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The Leafs' Goalie Strategy

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"Goaltending is 75% of your team. Unless you don't have it, then it's 100%."--Harry Neale

Gregory Shamus/Getty Images

Fanbase optimism about the Leafs’ forward group has just about tripled in the past year, and that’s despite trading elite scorer and Ulysses S. Grant lookalike Phil Kessel.  The early returns on William Nylander and Mitch Marner have been rapturous, we have a wealth of exciting second-tier prospects, our president is Internet-flirting with the second-best goal-scorer of the decade, and we’re primed to draft Auston Matthews.  This is without mentioning our shrewd extension of uber-underrated centre provocateur Nazem Kadri and the fact we still have a big, sexy thirty-goal winger for two years and few dollars.  As it says in the Bible, everything is coming up Milhouse.

Almost everyone agrees the Leafs could really use a stud defenceman, though Jake Gardiner continues to be a possession wizard.  Still, there’s reason to hope Morgan Rielly can reach another gear as he matures and gets away from Matt Hunwick, and we just signed impressive-looking CSKA defender Nikita Zaitsev.  Not bad!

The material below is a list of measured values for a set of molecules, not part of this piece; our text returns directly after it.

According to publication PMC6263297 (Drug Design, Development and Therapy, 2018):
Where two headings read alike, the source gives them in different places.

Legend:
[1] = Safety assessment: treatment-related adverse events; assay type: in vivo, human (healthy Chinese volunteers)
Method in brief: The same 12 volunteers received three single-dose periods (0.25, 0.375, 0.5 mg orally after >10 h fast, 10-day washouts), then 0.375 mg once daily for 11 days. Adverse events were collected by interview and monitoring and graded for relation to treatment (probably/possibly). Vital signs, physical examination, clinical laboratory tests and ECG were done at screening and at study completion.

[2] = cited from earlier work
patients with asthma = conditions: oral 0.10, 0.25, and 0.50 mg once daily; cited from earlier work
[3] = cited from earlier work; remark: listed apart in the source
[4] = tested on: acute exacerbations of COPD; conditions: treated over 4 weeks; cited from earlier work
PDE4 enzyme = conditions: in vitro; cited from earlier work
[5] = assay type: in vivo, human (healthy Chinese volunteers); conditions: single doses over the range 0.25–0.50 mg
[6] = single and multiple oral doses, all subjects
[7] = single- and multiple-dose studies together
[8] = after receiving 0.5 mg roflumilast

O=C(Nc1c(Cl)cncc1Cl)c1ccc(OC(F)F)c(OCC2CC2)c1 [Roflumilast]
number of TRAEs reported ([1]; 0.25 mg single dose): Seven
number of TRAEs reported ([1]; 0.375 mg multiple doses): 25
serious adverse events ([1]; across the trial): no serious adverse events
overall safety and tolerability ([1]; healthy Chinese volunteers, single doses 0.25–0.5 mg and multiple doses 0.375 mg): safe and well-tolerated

So it's time to look at our goaltending.

I. What Do We Have?

II. Drafting Goalies

III. Free Agents From Elsewhere

IV. Free Agents From the NHL

V. Trading For NHL Goalies

VI. So What Do We Do?

I. What Do We Have?

This was a rough year for Jonathan Bernier, wasn’t it?

There was a period of about four months last season where Bernier completely fell apart.  His save percentage lingered well below .900.  He got on a tragicomic streak of letting in goals like this.  He was sent down to the Marlies for a conditioning stint.  Mean-spirited Internet bloggers continued to make jokes referencing his not-knowing who Nelson Mandela was.  And things were tough at home, too: Bernier did not bring home the pizza correctly.

All of this led to Bernier being surpassed by the beloved and believed-in James Reimer, who was coincidentally having the best half-season of his life.  Further, the Leafs were clearly keen to audition hot young thing Garret Sparks, who popped up when Reimer was injured.  A mere two years (!) removed from the trade that brought him to Toronto as the anointed starter, Bernier seemed to have sunk to being a third-string goalie on a last-place team.  Cue the sad violins.